La Trobe
6282_Lee,P_2014.pdf (2.14 MB)
Download file

Comparison of the pressure-relieving properties of various types of forefoot pads in older people with forefoot pain

Download (2.14 MB)
journal contribution
posted on 27.05.2021, 02:26 authored by PY Lee, Karl LandorfKarl Landorf, Daniel BonannoDaniel Bonanno, Hylton MenzHylton Menz
Background: Plantar forefoot pain is commonly experienced by older people and it is often treated with forefoot pads to offload the painful area. However, studies have found inconsistent effects for different forefoot pads on plantar pressure reduction, and optimum forefoot pad placement is still not clear. The aim of this study was to compare the effects of different forefoot pads on plantar pressure under the forefoot in older people with forefoot pain.Methods: Thirty-seven adults (31 females, 6 males) with a mean age of 73.5 (SD 4.8) participated. Forefoot plantar pressure data were recorded using the pedar®-X in-shoe system while participants walked along an 8 m walkway. Five conditions were tested in a standardised shoe: (i) no padding (the control), (ii) a metatarsal dome positioned 10 mm proximal to the metatarsal heads, (iii) a metatarsal dome positioned 5 mm distal to the metatarsal heads, (iv) a metatarsal bar, and (v) a plantar cover.Results: Compared to the shoe-only control condition, each of the forefoot pads significantly reduced forefoot peak pressure and maximum force. The metatarsal dome positioned 5 mm distal to the metatarsal heads and the plantar cover were most effective for reducing peak pressure (17%, p < 0.001 and 19%, p < 0.001, respectively).Conclusions: These findings indicate that forefoot pads are effective for reducing forefoot pressures in older people with forefoot pain, and that the position of the pad relative to the metatarsal heads may be more important than the shape of the pad. © 2014 Lee et al.; licensee BioMed Central Ltd.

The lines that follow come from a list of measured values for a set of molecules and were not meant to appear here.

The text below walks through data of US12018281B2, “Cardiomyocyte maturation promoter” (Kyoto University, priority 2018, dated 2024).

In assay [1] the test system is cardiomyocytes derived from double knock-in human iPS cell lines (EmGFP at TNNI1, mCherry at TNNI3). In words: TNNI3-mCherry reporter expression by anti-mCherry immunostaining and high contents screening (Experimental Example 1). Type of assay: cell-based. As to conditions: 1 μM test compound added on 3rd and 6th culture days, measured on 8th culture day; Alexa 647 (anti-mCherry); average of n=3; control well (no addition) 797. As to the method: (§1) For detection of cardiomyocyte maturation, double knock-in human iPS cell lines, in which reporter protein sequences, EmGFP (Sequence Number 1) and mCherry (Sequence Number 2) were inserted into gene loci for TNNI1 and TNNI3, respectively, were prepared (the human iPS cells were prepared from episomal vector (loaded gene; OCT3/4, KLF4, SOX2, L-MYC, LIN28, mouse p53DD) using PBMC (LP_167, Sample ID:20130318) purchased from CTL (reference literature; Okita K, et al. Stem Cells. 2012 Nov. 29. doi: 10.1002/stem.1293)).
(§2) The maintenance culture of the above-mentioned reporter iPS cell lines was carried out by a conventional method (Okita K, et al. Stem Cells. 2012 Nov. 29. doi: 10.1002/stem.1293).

Publication Date



Journal of Foot and Ankle Research





Article Number



8p. (p. 1-8)


BioMed Central



Rights Statement

The Author reserves all moral rights over the deposited text and must be credited if any re-use occurs. Documents deposited in OPAL are the Open Access versions of outputs published elsewhere. Changes resulting from the publishing process may therefore not be reflected in this document. The final published version may be obtained via the publisher’s DOI. Please note that additional copyright and access restrictions may apply to the published version.